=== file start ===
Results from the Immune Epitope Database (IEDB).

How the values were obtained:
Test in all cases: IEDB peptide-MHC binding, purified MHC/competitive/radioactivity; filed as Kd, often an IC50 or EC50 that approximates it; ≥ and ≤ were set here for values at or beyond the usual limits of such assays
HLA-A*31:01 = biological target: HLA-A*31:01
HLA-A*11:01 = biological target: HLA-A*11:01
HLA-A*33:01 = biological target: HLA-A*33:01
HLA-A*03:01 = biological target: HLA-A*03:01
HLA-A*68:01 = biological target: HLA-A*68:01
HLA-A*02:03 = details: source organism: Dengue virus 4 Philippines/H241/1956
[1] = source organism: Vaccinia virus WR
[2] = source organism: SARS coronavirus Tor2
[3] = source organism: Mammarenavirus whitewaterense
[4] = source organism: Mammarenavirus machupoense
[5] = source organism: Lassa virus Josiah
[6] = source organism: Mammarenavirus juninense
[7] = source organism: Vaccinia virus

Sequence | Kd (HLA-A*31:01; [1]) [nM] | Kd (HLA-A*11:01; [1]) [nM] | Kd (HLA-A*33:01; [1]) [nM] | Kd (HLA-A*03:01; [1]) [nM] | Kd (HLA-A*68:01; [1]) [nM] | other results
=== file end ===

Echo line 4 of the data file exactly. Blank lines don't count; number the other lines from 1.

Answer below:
HLA-A*31:01 = biological target: HLA-A*31:01